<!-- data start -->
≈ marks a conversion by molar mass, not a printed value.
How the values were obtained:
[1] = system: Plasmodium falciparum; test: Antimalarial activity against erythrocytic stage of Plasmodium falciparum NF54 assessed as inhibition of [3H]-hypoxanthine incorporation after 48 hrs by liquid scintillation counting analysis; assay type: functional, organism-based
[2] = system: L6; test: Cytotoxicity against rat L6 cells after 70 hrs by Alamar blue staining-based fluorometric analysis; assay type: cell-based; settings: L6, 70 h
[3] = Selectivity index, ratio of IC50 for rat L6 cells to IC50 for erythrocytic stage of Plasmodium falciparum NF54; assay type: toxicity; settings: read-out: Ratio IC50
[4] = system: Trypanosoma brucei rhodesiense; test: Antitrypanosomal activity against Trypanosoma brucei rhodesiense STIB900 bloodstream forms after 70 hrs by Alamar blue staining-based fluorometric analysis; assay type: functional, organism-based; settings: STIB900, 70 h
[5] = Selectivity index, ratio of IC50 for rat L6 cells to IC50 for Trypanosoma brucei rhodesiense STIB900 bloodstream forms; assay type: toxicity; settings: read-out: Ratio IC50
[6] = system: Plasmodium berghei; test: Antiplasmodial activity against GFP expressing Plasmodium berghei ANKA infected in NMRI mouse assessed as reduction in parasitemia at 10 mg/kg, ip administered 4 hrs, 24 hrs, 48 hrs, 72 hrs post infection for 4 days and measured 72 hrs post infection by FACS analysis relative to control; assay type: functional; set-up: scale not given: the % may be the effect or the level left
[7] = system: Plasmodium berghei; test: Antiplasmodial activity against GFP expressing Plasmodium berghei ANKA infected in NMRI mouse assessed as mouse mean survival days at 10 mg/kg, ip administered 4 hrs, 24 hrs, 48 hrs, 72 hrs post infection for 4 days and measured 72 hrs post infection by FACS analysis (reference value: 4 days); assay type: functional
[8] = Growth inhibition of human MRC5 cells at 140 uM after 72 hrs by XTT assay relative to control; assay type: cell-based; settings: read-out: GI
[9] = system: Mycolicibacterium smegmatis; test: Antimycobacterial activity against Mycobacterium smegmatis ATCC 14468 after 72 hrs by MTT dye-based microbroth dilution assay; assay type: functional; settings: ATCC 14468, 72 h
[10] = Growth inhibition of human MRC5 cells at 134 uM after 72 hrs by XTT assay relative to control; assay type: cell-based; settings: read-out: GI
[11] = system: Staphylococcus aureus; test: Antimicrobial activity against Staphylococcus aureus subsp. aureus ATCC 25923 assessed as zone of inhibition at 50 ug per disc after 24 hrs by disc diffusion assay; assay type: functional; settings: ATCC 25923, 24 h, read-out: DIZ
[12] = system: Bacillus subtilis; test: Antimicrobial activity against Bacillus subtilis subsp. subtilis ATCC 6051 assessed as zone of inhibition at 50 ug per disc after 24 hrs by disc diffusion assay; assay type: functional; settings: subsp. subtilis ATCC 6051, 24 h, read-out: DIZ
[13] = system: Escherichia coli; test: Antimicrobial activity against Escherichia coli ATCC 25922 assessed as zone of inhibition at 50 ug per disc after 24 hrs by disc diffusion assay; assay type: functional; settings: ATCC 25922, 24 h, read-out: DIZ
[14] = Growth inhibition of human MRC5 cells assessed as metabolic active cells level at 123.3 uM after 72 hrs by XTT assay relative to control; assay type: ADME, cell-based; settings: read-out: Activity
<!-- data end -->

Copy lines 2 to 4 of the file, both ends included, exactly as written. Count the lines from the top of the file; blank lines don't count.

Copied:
How the values were obtained:
[1] = system: Plasmodium falciparum; test: Antimalarial activity against erythrocytic stage of Plasmodium falciparum NF54 assessed as inhibition of [3H]-hypoxanthine incorporation after 48 hrs by liquid scintillation counting analysis; assay type: functional, organism-based
[2] = system: L6; test: Cytotoxicity against rat L6 cells after 70 hrs by Alamar blue staining-based fluorometric analysis; assay type: cell-based; settings: L6, 70 h